Designing for the Future at WIS
You will find that children have varying interests and talents right from the younger years. It is possible to build design thinking around those things that the kids have an interest in and incorporate the curriculum into the overall mode of thinking.
At Wahaha International School, we include Design into our PYP Program with STEAM-based elements to build on these innovative ideas throughout their IB Years.
Design thinking is used to enhance the learning experience and outcomes among children. This kind of thinking involves a fluid, interactive and dynamic approach to solving problems. Young children especially, are masters of imagination and intuition. They have not been exposed to stereotypes and corrupted knowledge that tends to kill creativity in adults. In fact, it is easy to incorporate design thinking into their natural way of learning. Young learners tend to be creative and are also inquisitive. In a learning environment, they will ask questions that are beyond their level of thinking.
The basics of design thinking involve discovering, empathizing, experimenting, and producing results. (DEEP). The actual process requires empathy, defining, ideating, creating, prototyping, and testing. Teachers should be at the forefront to grow this DEEP thinking methodology among the young kids and make the classroom experience a theater for innovation, creativity, imagination, and intuition.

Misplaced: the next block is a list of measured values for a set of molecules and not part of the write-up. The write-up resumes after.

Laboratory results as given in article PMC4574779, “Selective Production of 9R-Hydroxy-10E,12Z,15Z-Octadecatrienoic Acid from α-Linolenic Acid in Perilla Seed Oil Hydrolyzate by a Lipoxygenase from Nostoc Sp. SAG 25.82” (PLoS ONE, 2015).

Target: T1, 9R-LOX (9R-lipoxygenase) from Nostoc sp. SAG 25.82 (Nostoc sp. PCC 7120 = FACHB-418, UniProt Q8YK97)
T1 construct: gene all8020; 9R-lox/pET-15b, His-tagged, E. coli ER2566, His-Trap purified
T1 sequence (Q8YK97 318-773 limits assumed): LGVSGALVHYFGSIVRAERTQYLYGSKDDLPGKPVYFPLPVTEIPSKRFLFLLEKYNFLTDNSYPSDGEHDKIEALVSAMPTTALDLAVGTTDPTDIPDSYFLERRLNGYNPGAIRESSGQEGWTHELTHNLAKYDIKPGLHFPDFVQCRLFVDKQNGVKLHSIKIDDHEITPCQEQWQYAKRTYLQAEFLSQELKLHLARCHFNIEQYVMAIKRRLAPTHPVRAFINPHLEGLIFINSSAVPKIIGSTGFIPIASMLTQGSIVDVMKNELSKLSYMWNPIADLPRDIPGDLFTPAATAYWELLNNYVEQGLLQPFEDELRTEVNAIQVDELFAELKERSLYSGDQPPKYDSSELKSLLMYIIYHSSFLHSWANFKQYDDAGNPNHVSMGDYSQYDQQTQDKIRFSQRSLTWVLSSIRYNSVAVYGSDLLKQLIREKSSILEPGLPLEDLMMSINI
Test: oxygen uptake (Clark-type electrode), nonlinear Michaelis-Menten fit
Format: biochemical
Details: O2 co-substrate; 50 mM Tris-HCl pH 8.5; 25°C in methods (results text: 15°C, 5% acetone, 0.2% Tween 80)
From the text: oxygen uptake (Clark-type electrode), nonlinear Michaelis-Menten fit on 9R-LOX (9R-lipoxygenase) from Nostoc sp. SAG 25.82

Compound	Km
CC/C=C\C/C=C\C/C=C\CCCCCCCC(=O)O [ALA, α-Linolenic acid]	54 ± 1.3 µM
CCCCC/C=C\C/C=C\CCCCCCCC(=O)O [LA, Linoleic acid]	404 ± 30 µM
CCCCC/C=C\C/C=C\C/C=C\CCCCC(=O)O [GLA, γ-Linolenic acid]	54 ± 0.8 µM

In the MYP Design program at WIS we guide the students towards understanding and applying both creative and critical thinking skills. By teaching them these skills, it prepares them to tackle real-life problems using the design thinking process. Students in our MYP program learn how to properly use a variety of tools such as the Adobe Creative Suite, laser cutters, 3D printers, robotics as well as Cricut machines and other hands on-technology. With these tools, they can create multi-dimensional projects that demonstrate their depth of learning by thinking critically and creatively.
Students learn best when they can engage with a lesson in more than one dimension.
- Help children discover their own ability to make things.
- Get students thinking critically about how a 2D design translates into a real-world object.
- Enable rapid prototyping in Engineering classes.
- Help students achieve that elusive “Wow – I made that” moment.